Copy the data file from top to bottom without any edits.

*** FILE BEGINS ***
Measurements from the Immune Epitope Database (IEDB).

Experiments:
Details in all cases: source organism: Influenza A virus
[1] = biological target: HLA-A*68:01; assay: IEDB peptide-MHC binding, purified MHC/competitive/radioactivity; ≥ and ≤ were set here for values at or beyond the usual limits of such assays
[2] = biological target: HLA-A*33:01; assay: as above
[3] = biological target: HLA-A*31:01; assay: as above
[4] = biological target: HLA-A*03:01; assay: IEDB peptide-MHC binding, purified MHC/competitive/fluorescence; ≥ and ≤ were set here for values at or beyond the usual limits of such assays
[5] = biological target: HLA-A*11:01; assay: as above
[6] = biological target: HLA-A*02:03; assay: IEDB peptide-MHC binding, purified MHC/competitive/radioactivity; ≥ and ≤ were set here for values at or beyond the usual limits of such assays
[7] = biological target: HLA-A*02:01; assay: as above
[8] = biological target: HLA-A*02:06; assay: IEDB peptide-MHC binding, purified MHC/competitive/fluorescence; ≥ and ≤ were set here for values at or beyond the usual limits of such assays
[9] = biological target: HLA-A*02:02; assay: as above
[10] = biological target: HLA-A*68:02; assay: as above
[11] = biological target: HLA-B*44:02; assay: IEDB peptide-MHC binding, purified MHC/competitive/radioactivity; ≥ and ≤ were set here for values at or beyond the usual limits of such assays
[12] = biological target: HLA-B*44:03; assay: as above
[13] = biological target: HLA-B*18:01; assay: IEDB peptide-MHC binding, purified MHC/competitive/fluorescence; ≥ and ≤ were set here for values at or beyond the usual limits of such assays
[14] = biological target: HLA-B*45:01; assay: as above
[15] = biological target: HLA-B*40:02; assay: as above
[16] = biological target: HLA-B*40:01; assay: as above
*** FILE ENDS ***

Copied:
Measurements from the Immune Epitope Database (IEDB).

Experiments:
Details in all cases: source organism: Influenza A virus
[1] = biological target: HLA-A*68:01; assay: IEDB peptide-MHC binding, purified MHC/competitive/radioactivity; ≥ and ≤ were set here for values at or beyond the usual limits of such assays
[2] = biological target: HLA-A*33:01; assay: as above
[3] = biological target: HLA-A*31:01; assay: as above
[4] = biological target: HLA-A*03:01; assay: IEDB peptide-MHC binding, purified MHC/competitive/fluorescence; ≥ and ≤ were set here for values at or beyond the usual limits of such assays
[5] = biological target: HLA-A*11:01; assay: as above
[6] = biological target: HLA-A*02:03; assay: IEDB peptide-MHC binding, purified MHC/competitive/radioactivity; ≥ and ≤ were set here for values at or beyond the usual limits of such assays
[7] = biological target: HLA-A*02:01; assay: as above
[8] = biological target: HLA-A*02:06; assay: IEDB peptide-MHC binding, purified MHC/competitive/fluorescence; ≥ and ≤ were set here for values at or beyond the usual limits of such assays
[9] = biological target: HLA-A*02:02; assay: as above
[10] = biological target: HLA-A*68:02; assay: as above
[11] = biological target: HLA-B*44:02; assay: IEDB peptide-MHC binding, purified MHC/competitive/radioactivity; ≥ and ≤ were set here for values at or beyond the usual limits of such assays
[12] = biological target: HLA-B*44:03; assay: as above
[13] = biological target: HLA-B*18:01; assay: IEDB peptide-MHC binding, purified MHC/competitive/fluorescence; ≥ and ≤ were set here for values at or beyond the usual limits of such assays
[14] = biological target: HLA-B*45:01; assay: as above
[15] = biological target: HLA-B*40:02; assay: as above
[16] = biological target: HLA-B*40:01; assay: as above